You just want to ensure two things happen: the TAMAGUI_TARGET environment variable is passed in, and react-native is aliased to react-native-web (only if using tamagui or other React Native APIs yourself, as core it doesn't have a dependency on react-native at all).


We also recommend passing in __DEV__ and NODE_ENV if using react-native:

new webpack.DefinePlugin({
process: {
env: {
TAMAGUI_TARGET: JSON.stringify('web'),
DEV: process.env.NODE_ENV === 'development' ? 'true' : 'false',
NODE_ENV: JSON.stringify(process.env.NODE_ENV),
config.resolve.alias['react-native$'] = 'react-native-web'
// or react-native-web-lite if using our more modern but less supported version
// set up web extensions
compiler.options.resolve.extensions = [


config.define = {
DEV: `${process.env.NODE_ENV === 'development' ? true : false}`,
'process.env.NODE_ENV': JSON.stringify(process.env.NODE_ENV),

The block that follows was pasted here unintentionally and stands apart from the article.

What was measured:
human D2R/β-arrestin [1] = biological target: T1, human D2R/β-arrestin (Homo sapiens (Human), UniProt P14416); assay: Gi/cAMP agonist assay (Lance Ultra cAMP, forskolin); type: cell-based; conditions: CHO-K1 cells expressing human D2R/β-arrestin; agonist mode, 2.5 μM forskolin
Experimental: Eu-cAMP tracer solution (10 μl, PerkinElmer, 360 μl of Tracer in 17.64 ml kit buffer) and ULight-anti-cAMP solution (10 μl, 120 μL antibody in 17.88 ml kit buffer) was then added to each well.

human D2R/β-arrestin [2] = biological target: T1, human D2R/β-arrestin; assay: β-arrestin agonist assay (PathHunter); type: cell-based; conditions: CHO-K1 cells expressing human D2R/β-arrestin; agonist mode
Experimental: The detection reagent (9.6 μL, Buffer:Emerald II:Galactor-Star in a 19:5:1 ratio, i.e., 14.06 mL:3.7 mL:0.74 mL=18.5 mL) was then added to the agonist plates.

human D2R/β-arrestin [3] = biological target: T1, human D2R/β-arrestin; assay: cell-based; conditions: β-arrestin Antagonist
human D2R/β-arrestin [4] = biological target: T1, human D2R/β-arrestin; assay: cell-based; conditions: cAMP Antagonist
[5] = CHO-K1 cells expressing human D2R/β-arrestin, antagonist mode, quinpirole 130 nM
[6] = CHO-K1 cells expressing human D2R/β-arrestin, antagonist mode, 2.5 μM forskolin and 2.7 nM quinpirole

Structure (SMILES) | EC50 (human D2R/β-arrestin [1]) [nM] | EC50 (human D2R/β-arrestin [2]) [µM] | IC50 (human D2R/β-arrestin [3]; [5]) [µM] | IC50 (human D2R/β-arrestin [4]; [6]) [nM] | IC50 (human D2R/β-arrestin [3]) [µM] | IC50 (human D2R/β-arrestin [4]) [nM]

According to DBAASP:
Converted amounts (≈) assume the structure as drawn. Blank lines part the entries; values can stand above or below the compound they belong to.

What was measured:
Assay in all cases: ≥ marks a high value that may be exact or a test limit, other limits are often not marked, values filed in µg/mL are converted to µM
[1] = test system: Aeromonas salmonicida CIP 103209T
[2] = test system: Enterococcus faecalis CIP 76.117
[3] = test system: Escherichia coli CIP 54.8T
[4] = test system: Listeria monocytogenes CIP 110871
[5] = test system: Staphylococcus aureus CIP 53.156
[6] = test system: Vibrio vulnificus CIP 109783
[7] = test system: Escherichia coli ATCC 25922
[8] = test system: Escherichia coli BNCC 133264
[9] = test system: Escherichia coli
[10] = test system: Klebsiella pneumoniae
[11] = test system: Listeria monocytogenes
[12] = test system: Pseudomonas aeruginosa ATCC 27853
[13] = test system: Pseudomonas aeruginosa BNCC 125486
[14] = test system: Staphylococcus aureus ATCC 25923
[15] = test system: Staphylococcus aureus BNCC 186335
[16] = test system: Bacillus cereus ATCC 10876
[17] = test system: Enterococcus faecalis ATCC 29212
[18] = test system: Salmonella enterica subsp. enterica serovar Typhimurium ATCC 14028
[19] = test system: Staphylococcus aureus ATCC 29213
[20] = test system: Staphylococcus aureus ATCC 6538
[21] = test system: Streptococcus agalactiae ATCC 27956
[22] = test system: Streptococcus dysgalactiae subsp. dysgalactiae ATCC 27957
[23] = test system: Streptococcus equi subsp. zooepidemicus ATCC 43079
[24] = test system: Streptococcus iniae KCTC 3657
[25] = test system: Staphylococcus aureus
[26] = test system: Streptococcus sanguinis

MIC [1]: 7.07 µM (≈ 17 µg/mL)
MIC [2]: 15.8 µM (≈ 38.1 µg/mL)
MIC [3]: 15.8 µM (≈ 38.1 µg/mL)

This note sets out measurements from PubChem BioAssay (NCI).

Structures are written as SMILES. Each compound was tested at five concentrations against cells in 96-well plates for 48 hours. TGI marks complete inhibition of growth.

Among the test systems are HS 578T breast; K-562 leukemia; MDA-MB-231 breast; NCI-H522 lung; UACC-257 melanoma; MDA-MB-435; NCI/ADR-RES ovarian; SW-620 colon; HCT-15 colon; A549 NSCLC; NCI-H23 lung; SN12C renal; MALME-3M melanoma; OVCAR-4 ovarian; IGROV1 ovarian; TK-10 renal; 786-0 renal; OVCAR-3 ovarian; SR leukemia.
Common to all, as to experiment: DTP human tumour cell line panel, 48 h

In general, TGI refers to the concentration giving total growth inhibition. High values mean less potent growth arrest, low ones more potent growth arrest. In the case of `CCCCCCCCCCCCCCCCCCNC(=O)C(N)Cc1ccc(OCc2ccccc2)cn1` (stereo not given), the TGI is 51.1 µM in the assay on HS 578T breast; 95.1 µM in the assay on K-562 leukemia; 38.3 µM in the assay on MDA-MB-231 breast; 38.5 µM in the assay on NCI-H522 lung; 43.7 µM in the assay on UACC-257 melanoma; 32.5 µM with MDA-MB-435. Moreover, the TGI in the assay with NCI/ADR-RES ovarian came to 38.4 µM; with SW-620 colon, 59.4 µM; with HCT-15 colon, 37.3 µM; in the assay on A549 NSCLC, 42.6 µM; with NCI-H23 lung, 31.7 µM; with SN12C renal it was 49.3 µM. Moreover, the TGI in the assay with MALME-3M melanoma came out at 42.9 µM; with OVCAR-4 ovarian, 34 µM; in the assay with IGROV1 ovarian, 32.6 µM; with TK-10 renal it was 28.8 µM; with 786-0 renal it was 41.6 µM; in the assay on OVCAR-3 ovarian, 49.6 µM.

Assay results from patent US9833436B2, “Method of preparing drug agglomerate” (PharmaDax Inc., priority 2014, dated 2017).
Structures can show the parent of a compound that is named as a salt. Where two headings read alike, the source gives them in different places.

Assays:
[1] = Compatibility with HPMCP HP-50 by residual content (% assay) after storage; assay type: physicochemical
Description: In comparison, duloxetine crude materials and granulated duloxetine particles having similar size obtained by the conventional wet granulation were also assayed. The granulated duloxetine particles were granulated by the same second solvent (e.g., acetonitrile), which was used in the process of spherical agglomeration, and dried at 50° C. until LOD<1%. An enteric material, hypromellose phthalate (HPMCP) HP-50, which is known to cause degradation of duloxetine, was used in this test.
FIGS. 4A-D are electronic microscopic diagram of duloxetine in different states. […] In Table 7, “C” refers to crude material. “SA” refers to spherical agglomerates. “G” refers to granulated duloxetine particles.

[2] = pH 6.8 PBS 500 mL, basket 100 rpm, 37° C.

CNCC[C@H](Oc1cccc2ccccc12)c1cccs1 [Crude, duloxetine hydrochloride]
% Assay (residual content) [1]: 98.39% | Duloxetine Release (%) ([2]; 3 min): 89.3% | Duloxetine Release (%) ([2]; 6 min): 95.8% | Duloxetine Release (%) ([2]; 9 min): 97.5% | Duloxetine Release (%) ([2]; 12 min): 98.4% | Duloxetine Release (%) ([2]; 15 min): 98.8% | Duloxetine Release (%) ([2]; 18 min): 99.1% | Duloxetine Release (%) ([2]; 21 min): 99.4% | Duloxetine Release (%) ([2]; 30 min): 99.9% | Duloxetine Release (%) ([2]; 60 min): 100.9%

'process.env.TAMAGUI_TARGET': JSON.stringify('web'),
config.resolve.alias['react-native'] = 'react-native-web'
// or react-native-web-lite if using our more modern but less supported version
// set up web extensions
config.optimizeDeps.esbuildOptions = {
resolveExtensions: [
loader: {
'.js': 'jsx',



For native you'd do something like this:

TAMAGUI_TARGET=native react-native start
TAMAGUI_TARGET=native expo start

You'll also need to indicate to Metro and babel to inline TAMAGUI_TARGET like so:

yarn add @tamagui/babel-plugin babel-plugin-transform-inline-environment-variables

Add @tamagui/babel-plugin to your babel.config.js plugins:

// just to ensure TAMAGUI_TARGET is set
process.env.TAMAGUI_TARGET = 'native'
module.exports = {
plugins: [
['transform-inline-environment-variables', {
include: ['TAMAGUI_TARGET']

Media Queries

This is also documented in Configuration, but worth noting twice.